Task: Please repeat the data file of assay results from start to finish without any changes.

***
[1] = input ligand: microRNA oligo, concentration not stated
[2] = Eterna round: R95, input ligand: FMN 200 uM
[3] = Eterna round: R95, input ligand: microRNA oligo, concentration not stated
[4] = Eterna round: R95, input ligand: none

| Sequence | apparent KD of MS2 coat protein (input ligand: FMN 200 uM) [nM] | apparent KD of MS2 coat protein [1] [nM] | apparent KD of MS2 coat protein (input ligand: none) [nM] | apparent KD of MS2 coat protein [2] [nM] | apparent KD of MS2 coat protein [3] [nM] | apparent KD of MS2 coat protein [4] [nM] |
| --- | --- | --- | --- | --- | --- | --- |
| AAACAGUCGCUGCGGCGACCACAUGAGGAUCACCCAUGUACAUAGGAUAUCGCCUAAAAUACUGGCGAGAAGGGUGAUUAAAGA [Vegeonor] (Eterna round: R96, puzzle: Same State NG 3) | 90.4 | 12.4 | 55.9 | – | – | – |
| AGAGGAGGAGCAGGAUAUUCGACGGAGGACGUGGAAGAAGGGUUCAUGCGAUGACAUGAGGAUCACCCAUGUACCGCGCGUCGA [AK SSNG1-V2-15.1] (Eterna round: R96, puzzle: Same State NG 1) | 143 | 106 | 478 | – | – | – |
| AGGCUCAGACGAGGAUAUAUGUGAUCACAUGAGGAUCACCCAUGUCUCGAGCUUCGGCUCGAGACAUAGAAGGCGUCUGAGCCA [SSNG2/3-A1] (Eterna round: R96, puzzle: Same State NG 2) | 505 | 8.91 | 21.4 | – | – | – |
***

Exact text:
[1] = input ligand: microRNA oligo, concentration not stated
[2] = Eterna round: R95, input ligand: FMN 200 uM
[3] = Eterna round: R95, input ligand: microRNA oligo, concentration not stated
[4] = Eterna round: R95, input ligand: none

| Sequence | apparent KD of MS2 coat protein (input ligand: FMN 200 uM) [nM] | apparent KD of MS2 coat protein [1] [nM] | apparent KD of MS2 coat protein (input ligand: none) [nM] | apparent KD of MS2 coat protein [2] [nM] | apparent KD of MS2 coat protein [3] [nM] | apparent KD of MS2 coat protein [4] [nM] |
| --- | --- | --- | --- | --- | --- | --- |
| AAACAGUCGCUGCGGCGACCACAUGAGGAUCACCCAUGUACAUAGGAUAUCGCCUAAAAUACUGGCGAGAAGGGUGAUUAAAGA [Vegeonor] (Eterna round: R96, puzzle: Same State NG 3) | 90.4 | 12.4 | 55.9 | – | – | – |
| AGAGGAGGAGCAGGAUAUUCGACGGAGGACGUGGAAGAAGGGUUCAUGCGAUGACAUGAGGAUCACCCAUGUACCGCGCGUCGA [AK SSNG1-V2-15.1] (Eterna round: R96, puzzle: Same State NG 1) | 143 | 106 | 478 | – | – | – |
| AGGCUCAGACGAGGAUAUAUGUGAUCACAUGAGGAUCACCCAUGUCUCGAGCUUCGGCUCGAGACAUAGAAGGCGUCUGAGCCA [SSNG2/3-A1] (Eterna round: R96, puzzle: Same State NG 2) | 505 | 8.91 | 21.4 | – | – | – |